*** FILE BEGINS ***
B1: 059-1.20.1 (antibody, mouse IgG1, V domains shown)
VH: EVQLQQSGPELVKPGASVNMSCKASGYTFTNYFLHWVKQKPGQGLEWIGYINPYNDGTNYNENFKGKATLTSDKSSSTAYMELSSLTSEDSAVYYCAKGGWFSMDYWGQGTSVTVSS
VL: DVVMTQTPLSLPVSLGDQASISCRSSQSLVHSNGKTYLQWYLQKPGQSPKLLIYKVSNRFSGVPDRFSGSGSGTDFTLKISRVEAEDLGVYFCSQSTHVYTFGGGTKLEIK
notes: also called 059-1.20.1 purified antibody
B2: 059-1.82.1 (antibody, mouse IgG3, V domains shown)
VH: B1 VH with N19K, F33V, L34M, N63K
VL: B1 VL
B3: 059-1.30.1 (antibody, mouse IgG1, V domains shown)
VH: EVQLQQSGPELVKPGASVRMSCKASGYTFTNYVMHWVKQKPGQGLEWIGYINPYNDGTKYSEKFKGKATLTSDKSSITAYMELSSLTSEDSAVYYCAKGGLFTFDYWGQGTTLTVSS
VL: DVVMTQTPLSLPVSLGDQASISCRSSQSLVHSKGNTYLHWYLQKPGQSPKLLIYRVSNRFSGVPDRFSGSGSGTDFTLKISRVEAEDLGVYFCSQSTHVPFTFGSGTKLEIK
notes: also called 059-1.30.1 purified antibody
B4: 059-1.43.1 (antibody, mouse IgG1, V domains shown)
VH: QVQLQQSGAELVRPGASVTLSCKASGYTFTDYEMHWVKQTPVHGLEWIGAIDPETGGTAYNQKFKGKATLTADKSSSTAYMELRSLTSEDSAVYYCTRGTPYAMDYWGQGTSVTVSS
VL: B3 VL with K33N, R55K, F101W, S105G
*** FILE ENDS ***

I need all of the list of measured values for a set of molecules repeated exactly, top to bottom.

B1: 059-1.20.1 (antibody, mouse IgG1, V domains shown)
VH: EVQLQQSGPELVKPGASVNMSCKASGYTFTNYFLHWVKQKPGQGLEWIGYINPYNDGTNYNENFKGKATLTSDKSSSTAYMELSSLTSEDSAVYYCAKGGWFSMDYWGQGTSVTVSS
VL: DVVMTQTPLSLPVSLGDQASISCRSSQSLVHSNGKTYLQWYLQKPGQSPKLLIYKVSNRFSGVPDRFSGSGSGTDFTLKISRVEAEDLGVYFCSQSTHVYTFGGGTKLEIK
notes: also called 059-1.20.1 purified antibody
B2: 059-1.82.1 (antibody, mouse IgG3, V domains shown)
VH: B1 VH with N19K, F33V, L34M, N63K
VL: B1 VL
B3: 059-1.30.1 (antibody, mouse IgG1, V domains shown)
VH: EVQLQQSGPELVKPGASVRMSCKASGYTFTNYVMHWVKQKPGQGLEWIGYINPYNDGTKYSEKFKGKATLTSDKSSITAYMELSSLTSEDSAVYYCAKGGLFTFDYWGQGTTLTVSS
VL: DVVMTQTPLSLPVSLGDQASISCRSSQSLVHSKGNTYLHWYLQKPGQSPKLLIYRVSNRFSGVPDRFSGSGSGTDFTLKISRVEAEDLGVYFCSQSTHVPFTFGSGTKLEIK
notes: also called 059-1.30.1 purified antibody
B4: 059-1.43.1 (antibody, mouse IgG1, V domains shown)
VH: QVQLQQSGAELVRPGASVTLSCKASGYTFTDYEMHWVKQTPVHGLEWIGAIDPETGGTAYNQKFKGKATLTADKSSSTAYMELRSLTSEDSAVYYCTRGTPYAMDYWGQGTSVTVSS
VL: B3 VL with K33N, R55K, F101W, S105G